thin voice isn’t exactly a baritone. Equally problematic is the fact that too many of the covers themselves seem half-baked. “El Rito” starts out with an energetic power pop riff that Bejar can’t quite seem to capitalize on, and “Del Monton” might as well be a parody of insipid European café muzak. In every instance on Five Spanish Songs, the original trumps the cover. In some sense, even if all this EP does is turn more listeners on
the table. There’s a disconnect between artist and listener persisting throughout the 18-minute run time that goes deeper than a simple language barrier. Spanish does afford some creative liberties that go beyond being a novel diversion for an English-speaking band — for one, it allows Luque to rhyme the words “Franz Kafka,” which might be challenging in English — but it would be a stretch to call Five Spanish Songs anything more than a poorly conceived stunt. English is the native tongue of Mark Twain and Bob Dylan and David Foster Wallace, hardly “spent” and “despicable.” Right now, the Spanish-language indie music scene is better than ever (check out Chile’s Gepe and Alex Anwandter or Venezuela’s La Vida Boheme). It certainly doesn’t need Dan Bejar. It’s hard to tell just how tongue-in-cheek Bejar’s statement was. Regardless, if Five Spanish Songs had been designed as a tribute to an elite songwriter rather than a kiss-off to an entire language, perhaps it would have been more honest and creative.
... if Five Spanish Songs had been designed as a tribute to an elite songwriter rather than a kiss-off to an entire language, perhaps it would have been more honest and creative. to Sr. Chinarro, it will have been a success, but Destroyer can’t bring anything new to
Monday, November 25, 2013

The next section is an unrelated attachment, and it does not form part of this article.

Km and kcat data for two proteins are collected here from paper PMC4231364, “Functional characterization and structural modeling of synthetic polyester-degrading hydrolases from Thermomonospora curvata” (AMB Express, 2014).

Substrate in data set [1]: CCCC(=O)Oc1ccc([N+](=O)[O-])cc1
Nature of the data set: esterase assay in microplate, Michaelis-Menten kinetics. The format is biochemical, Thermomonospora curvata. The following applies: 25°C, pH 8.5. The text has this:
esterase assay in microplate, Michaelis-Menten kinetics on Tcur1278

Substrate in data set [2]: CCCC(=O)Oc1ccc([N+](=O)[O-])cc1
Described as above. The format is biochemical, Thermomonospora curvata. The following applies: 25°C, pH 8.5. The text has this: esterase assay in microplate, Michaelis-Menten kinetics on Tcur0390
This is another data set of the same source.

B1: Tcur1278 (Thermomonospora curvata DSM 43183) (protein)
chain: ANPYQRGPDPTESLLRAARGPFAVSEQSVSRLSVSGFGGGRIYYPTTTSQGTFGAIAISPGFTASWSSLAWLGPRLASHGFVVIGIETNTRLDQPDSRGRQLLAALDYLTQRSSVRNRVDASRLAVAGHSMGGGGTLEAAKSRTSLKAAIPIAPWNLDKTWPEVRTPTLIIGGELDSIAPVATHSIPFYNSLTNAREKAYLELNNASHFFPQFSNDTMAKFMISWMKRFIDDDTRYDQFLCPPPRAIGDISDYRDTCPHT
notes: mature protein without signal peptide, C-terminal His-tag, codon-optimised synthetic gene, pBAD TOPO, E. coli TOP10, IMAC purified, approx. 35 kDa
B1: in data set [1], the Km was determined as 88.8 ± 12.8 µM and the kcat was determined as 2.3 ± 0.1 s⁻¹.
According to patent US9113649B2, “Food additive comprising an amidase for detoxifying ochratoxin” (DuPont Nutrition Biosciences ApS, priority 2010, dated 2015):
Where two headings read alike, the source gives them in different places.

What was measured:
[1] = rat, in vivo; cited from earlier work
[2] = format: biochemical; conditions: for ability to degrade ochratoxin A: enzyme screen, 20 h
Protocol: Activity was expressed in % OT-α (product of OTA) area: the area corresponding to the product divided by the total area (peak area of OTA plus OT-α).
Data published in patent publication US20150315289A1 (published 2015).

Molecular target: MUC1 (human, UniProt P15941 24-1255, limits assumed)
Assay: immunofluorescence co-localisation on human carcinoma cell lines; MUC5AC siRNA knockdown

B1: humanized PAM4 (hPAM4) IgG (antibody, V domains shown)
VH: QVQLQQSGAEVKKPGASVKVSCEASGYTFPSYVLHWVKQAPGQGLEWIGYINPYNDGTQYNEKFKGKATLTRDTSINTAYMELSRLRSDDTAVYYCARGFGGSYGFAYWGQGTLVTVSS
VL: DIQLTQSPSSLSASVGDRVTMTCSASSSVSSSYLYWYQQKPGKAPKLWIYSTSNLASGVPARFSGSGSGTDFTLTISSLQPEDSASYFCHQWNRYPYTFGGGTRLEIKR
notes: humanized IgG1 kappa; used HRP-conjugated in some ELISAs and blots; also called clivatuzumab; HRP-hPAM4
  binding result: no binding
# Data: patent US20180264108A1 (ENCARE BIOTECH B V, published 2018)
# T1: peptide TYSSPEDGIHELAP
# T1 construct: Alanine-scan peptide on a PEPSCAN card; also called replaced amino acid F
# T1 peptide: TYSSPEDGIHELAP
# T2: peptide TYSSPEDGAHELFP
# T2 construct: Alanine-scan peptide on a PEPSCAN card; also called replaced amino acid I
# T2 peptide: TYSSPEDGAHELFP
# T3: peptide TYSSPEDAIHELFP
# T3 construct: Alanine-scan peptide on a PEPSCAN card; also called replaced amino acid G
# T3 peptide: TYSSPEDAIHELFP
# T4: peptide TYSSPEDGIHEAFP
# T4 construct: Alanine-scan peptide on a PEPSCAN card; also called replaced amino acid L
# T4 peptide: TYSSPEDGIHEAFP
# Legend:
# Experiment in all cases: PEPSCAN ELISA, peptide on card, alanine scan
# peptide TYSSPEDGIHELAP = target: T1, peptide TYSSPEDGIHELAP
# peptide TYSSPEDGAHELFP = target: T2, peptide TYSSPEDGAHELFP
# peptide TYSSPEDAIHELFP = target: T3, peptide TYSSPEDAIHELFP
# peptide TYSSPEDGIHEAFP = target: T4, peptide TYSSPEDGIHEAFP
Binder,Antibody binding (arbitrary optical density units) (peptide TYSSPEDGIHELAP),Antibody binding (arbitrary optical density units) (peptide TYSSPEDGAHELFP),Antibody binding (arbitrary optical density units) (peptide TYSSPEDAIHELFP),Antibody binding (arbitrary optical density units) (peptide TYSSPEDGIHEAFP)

Immature party, inappropriate reaction MUSTANG NEWS EDITORIAL BOARD
From the actions of greek life to those of campus administrators, the “Nava-hos” incident this past week showed some of the worst of our university to the world. The organizations that held a “Colonial Bros and Nava-hos”themed party earlier this month need to reevaluate of their judgment and sensitivity. Those who hosted the party need to own up to their mistake to everyone on campus, not just send their public relations director to apologize after being called out at a campus forum. But Cal Poly also needs a reminder in its duties as part of the state government; free speech cannot fall by the wayside, even when students engage in ideas that are as insensitive as the fraternity party. That’s not to say the actions of those greeks involved in the event are defendable. Though its been pointed out several times now, it is still important to say: Everyone, not just
Native Americans, should be offended by the fact this party happened. Men should be offended by it. Fraternity men, those who claim to be the top leaders on campus, took a cheap shot at women by exploiting their sexuality with a reference to the rape and slaughter of Native Americans. Those who thought it was OK to have this party poorly represent the men on campus who treat women with respect and recognize the gravity of what American colonials did to indigenous people. To the men who participated in it, it was your responsibility to say something. For those of you who did not, your inaction created an environment at your university where all female students can be labeled as “hos,” simply for being women. That environment has now made local, national and international news, casting Cal Poly as a racist and immature campus to people far beyond San Luis Obispo. Native Americans, of course, should
reject what happened. As our editorial board contains no one of native descent, we’ll leave it Jennifer Rose Denetdale, an associate professor of American Studies at the University of New Mexico and member of the Navajo Nation Human Rights Commission to say why. She wrote a response to the party published in Indian Country Today Media Network, a national newsmagazine for natives in the U.S. “To invoke ‘Colonial Bros,’” she wrote, “is to refer to one of the most darkest moments in American history and certainly for the Navajo people, it is a reference to one of the most brutal, humiliating, and devastating experiences under American colonialism. “To refer to the scantily clad women who came as ‘Nava-Hos’ is to not only diminish the Navajo people as whole, because the term connotes ‘whore’ and ‘prostitute’ and suggests that Navajo women were sexually available to the white soldiers; it says that it is not possible to rape or sexually assault Navajo women, because they are inherently rapable. ‘Colonial Bros and NavaHos’ is also a slander on Navajo women who have survived